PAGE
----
By Samuel Ndalusia
November 13th, 2017
The highest court in the land will on Tuesday convene for a pre-trial conference for the three presidential election petitions that were filed with its registry. The court has until midnight Monday, November 20, 2017 constitutionally to hear and rule on the petitions.
The three petitions brought forward as a result of the October 26 repeat presidential polls were filed by Njonjo Mue together with Khelef Khalifa, former assistant Minister Harun Mwau and an NGO known as the Institute for Democratic Governance.
Petitions filed by Njonjo Mue and Khelef Khalifa, and the other one by former Assistant Minister Harun Mwau are contesting the outcome of the October 26 fresh presidential poll and want it invalidated while the petition by the Institute for Democratic Governance through its lawyer Kioko Kilukumi wants the NASA coalition leaders Raila Odinga, Kalonzo Musyoka and Musalia Mudavadi among others held in contempt and found guilty of infringing the rights of the citizens to participate in the repeat polls.
The petitions by Mue and Khalifa and a separate one by Mr Mwau also accuse the electoral body for failing to carry out a constitutional requirement for a credible election by failing to initially carry out nominations after the August 8 presidential vote was invalidated.
The Tuesday’s pre-trial conference will be framing contested and uncontested issues in the petitions; possibly consolidate some petitions; give directions on the place and time of the hearing of the petition; give directions to the electoral commission on the handling of all the relevant election materials and documents relating to the petition before commencement of the hearing; and make such other orders as may be necessary to ensure a fair determination of the petition.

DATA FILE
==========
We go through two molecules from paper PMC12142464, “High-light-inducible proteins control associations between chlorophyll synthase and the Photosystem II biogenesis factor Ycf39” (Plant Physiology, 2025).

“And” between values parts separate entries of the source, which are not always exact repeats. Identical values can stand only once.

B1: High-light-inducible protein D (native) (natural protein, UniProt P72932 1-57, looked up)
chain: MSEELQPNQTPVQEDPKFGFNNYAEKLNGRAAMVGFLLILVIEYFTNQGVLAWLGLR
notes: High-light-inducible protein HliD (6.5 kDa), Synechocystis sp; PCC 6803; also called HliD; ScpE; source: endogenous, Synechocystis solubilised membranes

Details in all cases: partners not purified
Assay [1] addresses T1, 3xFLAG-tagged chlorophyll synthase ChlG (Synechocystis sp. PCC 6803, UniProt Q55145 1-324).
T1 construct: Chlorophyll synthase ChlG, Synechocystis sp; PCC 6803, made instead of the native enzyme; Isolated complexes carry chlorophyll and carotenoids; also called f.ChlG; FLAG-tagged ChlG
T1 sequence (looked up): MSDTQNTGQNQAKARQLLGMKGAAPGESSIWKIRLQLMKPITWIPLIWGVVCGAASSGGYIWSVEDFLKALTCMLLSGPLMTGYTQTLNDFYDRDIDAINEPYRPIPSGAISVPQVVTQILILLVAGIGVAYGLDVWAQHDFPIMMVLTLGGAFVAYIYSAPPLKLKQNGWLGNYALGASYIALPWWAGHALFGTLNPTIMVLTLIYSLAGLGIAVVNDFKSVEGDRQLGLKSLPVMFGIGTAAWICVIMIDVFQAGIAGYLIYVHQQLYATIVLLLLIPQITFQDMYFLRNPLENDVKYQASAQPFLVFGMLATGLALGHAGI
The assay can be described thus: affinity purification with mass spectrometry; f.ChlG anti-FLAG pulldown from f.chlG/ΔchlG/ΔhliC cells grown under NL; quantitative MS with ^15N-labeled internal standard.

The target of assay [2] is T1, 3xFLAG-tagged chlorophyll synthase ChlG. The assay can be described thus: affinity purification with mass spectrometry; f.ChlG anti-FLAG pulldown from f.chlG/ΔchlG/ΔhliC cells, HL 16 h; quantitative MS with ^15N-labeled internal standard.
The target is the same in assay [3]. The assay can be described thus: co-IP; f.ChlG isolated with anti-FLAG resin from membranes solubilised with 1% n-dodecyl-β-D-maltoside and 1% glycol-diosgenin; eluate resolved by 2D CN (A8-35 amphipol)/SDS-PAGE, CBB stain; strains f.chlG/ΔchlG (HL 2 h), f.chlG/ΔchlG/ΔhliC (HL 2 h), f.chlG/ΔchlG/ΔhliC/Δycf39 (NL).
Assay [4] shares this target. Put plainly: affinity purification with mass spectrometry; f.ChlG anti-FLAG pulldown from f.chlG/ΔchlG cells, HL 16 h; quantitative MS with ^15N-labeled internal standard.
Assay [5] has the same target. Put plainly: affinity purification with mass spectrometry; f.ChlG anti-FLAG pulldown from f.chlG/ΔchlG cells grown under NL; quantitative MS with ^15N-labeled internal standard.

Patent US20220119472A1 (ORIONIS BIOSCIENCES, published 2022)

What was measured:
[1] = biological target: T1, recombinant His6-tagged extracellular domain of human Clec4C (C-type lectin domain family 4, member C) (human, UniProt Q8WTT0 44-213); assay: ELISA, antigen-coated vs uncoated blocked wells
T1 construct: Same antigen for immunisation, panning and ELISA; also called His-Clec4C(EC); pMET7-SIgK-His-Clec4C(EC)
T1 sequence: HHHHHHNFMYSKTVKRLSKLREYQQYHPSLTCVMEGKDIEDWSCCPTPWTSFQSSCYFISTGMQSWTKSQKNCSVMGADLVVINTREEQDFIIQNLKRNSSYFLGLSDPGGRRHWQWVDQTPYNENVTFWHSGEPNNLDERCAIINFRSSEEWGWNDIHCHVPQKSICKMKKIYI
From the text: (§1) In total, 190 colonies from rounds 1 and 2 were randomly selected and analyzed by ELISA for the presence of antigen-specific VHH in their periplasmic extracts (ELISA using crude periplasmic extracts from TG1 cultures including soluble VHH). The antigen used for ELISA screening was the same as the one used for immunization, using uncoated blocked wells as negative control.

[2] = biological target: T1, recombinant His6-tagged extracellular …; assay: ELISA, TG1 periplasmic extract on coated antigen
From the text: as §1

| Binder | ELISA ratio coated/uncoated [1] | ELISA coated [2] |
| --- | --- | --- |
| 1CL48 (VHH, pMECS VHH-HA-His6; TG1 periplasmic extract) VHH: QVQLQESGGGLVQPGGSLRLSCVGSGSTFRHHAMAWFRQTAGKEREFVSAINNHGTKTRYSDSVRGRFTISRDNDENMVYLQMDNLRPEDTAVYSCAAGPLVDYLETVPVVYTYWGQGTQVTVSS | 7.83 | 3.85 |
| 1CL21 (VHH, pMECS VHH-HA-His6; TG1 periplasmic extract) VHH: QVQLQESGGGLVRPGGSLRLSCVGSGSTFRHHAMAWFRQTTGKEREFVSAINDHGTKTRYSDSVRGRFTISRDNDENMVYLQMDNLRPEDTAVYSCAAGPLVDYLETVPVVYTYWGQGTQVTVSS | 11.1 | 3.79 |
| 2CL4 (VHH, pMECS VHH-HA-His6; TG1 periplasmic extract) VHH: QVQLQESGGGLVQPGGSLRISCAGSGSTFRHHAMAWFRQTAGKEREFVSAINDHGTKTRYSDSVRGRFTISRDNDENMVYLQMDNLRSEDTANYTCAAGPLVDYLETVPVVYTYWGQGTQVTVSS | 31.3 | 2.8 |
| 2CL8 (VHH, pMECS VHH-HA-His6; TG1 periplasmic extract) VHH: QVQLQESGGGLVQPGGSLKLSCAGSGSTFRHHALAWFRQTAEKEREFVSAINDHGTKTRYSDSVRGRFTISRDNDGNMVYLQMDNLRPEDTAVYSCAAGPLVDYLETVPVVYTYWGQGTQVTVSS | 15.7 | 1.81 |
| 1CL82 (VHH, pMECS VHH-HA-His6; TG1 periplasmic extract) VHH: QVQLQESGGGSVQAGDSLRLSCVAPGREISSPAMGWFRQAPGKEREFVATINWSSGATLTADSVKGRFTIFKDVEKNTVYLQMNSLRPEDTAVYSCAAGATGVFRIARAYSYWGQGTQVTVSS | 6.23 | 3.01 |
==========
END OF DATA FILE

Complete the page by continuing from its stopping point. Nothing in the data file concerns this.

Some of the preliminary issues that the court will be expected to deliberate on in determining the validity of the October 26 repeat presidential election will include the question as to whether the Independent Electoral and Boundaries Commission (IEBC) violated Article 82(1)(b) and 2 (a, b) of the constitution by not complying with the mandatory requirement for nominations; and the question as to the constitutional effect of the NASA leader Raila Odinga’s withdrawal in the October 26 repeat poll.
Raila Odinga withdrew his candidature from the repeat polls on October 10, 2017 citing Supreme Court decision of 2013 on a question brought for direction by Attorney General, whereby the Supreme Court found that a fresh election under Article 140(3) is triggered by the invalidation of the election of the declared President-elect, by the Supreme Court, following a successful petition against such election and since such a fresh election is built on the foundations of the invalidated election, it can, in court’s opinion, only involve candidates who participated in the original election. In that case, there will be no basis for a fresh nomination of candidates for the resultant electoral contest. Suppose, however, that the candidates, or a candidate who took part in the original election, dies or abandons the electoral quest before the scheduled date: then the provisions of Article 138(1) (b) would become applicable, with fresh nominations ensuing.
Other issues that are expected for discussions in court in determining the constitutionality of President Uhuru’s win in the repeat poll will revolve around the president’s unpopular mandate given the low turnout in the October 26 repeat poll with only about 38% of registered voters turning out to participate in the exercise; relocation of some polling stations in some regions during the repeat poll; lack of participation in the repeat poll by at least 25 constituencies in opposition regions, appointment of some returning officers without gazetting and the printing on the ballot paper of the name of at least one presidential candidate (Mr. Jirongo) without gazetting.